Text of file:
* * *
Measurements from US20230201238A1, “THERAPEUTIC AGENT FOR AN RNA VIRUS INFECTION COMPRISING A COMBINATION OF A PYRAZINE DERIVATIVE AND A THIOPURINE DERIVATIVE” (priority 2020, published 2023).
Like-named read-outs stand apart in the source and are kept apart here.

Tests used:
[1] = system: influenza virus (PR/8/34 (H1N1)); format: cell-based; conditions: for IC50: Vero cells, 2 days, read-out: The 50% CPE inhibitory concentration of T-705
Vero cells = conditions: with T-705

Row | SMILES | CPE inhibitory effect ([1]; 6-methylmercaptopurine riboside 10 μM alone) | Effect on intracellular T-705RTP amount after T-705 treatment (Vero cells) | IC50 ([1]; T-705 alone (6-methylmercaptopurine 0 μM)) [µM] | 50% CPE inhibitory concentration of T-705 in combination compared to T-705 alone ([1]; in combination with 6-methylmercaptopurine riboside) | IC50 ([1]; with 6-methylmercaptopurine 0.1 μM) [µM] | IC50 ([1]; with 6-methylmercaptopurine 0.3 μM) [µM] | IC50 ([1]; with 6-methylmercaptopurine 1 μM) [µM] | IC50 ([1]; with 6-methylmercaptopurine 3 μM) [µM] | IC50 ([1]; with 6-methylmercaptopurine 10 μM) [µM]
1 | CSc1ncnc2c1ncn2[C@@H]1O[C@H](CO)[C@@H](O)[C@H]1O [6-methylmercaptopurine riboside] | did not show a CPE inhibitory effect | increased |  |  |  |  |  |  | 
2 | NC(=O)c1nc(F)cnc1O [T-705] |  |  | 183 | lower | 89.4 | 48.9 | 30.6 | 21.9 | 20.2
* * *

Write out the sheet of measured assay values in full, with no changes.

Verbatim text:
Measurements from US20230201238A1, “THERAPEUTIC AGENT FOR AN RNA VIRUS INFECTION COMPRISING A COMBINATION OF A PYRAZINE DERIVATIVE AND A THIOPURINE DERIVATIVE” (priority 2020, published 2023).
Like-named read-outs stand apart in the source and are kept apart here.

Tests used:
[1] = system: influenza virus (PR/8/34 (H1N1)); format: cell-based; conditions: for IC50: Vero cells, 2 days, read-out: The 50% CPE inhibitory concentration of T-705
Vero cells = conditions: with T-705

Row | SMILES | CPE inhibitory effect ([1]; 6-methylmercaptopurine riboside 10 μM alone) | Effect on intracellular T-705RTP amount after T-705 treatment (Vero cells) | IC50 ([1]; T-705 alone (6-methylmercaptopurine 0 μM)) [µM] | 50% CPE inhibitory concentration of T-705 in combination compared to T-705 alone ([1]; in combination with 6-methylmercaptopurine riboside) | IC50 ([1]; with 6-methylmercaptopurine 0.1 μM) [µM] | IC50 ([1]; with 6-methylmercaptopurine 0.3 μM) [µM] | IC50 ([1]; with 6-methylmercaptopurine 1 μM) [µM] | IC50 ([1]; with 6-methylmercaptopurine 3 μM) [µM] | IC50 ([1]; with 6-methylmercaptopurine 10 μM) [µM]
1 | CSc1ncnc2c1ncn2[C@@H]1O[C@H](CO)[C@@H](O)[C@H]1O [6-methylmercaptopurine riboside] | did not show a CPE inhibitory effect | increased |  |  |  |  |  |  | 
2 | NC(=O)c1nc(F)cnc1O [T-705] |  |  | 183 | lower | 89.4 | 48.9 | 30.6 | 21.9 | 20.2